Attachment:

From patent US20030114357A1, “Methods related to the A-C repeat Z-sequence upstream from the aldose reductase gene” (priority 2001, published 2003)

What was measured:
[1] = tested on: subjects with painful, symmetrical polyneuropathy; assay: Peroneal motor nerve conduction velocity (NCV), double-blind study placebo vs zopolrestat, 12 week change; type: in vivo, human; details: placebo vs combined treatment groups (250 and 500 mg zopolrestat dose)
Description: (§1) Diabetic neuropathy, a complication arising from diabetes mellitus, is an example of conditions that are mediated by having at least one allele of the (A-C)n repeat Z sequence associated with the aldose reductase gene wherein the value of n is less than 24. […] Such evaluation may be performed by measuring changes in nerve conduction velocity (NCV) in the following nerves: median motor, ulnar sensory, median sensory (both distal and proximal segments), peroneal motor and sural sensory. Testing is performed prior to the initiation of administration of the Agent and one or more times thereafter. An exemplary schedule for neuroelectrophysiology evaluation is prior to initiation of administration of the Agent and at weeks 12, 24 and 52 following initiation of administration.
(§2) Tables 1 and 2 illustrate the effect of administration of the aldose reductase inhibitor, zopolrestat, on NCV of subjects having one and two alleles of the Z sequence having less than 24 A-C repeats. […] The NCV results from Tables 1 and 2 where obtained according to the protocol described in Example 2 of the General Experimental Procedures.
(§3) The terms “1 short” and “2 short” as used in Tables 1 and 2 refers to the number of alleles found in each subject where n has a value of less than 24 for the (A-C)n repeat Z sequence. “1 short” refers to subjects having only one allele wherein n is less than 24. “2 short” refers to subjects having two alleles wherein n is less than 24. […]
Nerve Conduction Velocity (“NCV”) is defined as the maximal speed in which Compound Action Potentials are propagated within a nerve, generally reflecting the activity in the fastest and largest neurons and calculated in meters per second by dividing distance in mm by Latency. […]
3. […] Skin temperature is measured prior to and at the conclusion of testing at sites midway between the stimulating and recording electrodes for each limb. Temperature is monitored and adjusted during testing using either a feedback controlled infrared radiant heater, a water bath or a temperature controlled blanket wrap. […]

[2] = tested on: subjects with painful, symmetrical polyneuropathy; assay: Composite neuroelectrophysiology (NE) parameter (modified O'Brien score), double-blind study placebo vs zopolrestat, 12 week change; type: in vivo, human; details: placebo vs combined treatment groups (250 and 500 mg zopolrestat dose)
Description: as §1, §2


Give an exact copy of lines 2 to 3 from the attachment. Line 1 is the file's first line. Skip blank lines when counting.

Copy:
What was measured:
[1] = tested on: subjects with painful, symmetrical polyneuropathy; assay: Peroneal motor nerve conduction velocity (NCV), double-blind study placebo vs zopolrestat, 12 week change; type: in vivo, human; details: placebo vs combined treatment groups (250 and 500 mg zopolrestat dose)